Sure there was a UN resolution – minimally discussed, but why are America and UK throwing billions of dollars of weapons at Libya without public explanation?
What if G.W. Bush tried the same?
Posted by Jeff Condon on March 16, 2011
Two and a half PC’s.
Posted by Jeff Condon on March 13, 2011
Copied from comments on the other thread
Some of the readers may still be interested the fate of our draft paper “Where do winds come from?” and our condensation theory as originally highlighted on The Air Vent here. A second referee was appointed –- many thanks to all of those that helped with that. Now we wait for their judgements. In the meantime, several substantive comments and replies have been posted. We believe that responding to these comments has clarified our presentation and helped identify and address some misunderstandings. Again we are grateful to all those who have contributed. The open discussion was extended until at least April 7th, 2011 (from the original deadline of December 10th, 2010).
We are glad to be part of this new way of assessing and refining science and invite you to join! We welcome comments, criticisms and suggestions. How can we be more convincing? (Additional developments on this topic can also be found here.)
Posted by Jeff Condon on March 11, 2011
Josh had this awesome depiction of Romm right where I see him. At least at the elevation of its nesting habitat, it is safe from the 5 feet of sea level rise.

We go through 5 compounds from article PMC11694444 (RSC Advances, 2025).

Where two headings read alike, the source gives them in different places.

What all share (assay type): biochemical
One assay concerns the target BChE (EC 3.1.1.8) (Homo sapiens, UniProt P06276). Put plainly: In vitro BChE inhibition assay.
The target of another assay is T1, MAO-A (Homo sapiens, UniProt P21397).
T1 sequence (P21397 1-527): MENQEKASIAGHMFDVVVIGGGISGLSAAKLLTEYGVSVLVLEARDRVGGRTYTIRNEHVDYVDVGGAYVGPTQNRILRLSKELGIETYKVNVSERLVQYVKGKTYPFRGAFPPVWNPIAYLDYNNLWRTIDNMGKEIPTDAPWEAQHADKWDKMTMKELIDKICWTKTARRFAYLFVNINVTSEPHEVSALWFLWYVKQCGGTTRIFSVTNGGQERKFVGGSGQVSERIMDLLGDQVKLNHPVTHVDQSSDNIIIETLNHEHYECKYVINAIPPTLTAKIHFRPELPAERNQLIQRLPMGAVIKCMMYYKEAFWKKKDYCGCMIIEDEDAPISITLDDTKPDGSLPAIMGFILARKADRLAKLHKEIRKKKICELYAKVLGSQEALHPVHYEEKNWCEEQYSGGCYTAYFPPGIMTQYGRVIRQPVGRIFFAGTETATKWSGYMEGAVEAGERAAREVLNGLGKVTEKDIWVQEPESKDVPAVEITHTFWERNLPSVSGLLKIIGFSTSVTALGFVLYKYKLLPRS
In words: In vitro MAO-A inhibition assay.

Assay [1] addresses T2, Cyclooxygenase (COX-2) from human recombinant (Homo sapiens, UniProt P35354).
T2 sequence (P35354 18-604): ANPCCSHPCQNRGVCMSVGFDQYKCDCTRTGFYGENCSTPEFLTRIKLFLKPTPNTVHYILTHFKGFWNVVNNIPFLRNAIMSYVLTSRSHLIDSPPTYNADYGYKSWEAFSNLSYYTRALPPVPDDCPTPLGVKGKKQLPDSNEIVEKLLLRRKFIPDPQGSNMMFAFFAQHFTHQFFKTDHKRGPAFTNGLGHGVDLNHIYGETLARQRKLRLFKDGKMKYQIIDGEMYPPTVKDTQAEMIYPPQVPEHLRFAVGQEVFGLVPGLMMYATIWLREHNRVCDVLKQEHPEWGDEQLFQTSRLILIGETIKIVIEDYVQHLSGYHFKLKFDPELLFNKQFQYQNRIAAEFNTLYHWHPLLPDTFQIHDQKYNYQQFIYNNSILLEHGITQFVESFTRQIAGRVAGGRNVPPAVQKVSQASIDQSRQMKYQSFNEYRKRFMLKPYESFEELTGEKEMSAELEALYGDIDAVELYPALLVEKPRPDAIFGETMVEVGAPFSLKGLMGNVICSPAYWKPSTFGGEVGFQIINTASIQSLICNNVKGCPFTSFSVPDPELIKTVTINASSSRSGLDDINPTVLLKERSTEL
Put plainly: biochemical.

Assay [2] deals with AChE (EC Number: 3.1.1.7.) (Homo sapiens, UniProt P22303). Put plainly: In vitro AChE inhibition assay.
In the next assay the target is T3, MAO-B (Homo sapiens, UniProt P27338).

Although, there’s good news, the emerging species may now be able to nest a little lower. Hopefully we’ll know soon what this little peeper becomes when it reaches maturity.
For some perspective on that sea level rise, here’s a couple of articles, sans the sounds of emergence:
Putting the Brakes on Acceleration – Willis Eschenbach
Posted by Jeff Condon on March 8, 2011
Still no time for climate blogging. In fact if anything, time is shorter.
If you have any interest in climate science and why the skeptics are winning the war of reason over ‘scientists’, read this post by Steve Mosher and Charles the moderator at WUWT.
The recent CA article is also worth your time, I haven’t read the other link at WUWT yet.
Posted by Jeff Condon on March 4, 2011
by Ryan O’Donnell
kgnd & Cross-Validation: PART II (TTLS vs. Ridge Regression and Table S3)
In his O’Donnellgate post, Steig makes the following observation:
It’s perhaps also worth pointing out that the *main* criticism I had of O’Donnell’s paper was never addressed. If you’re interested in this detail, it has to do with the choice of the parameter ‘k_gnd’, which I wrote about in my last post. In my very first review, I pointed out that as shown in their Table S3, using k_gnd = 7, “results in estimates of the missing data in West Antarctica stations that is further from climatology (which would result, for example, from an artificial negative trend) than using lower values of k_gnd.”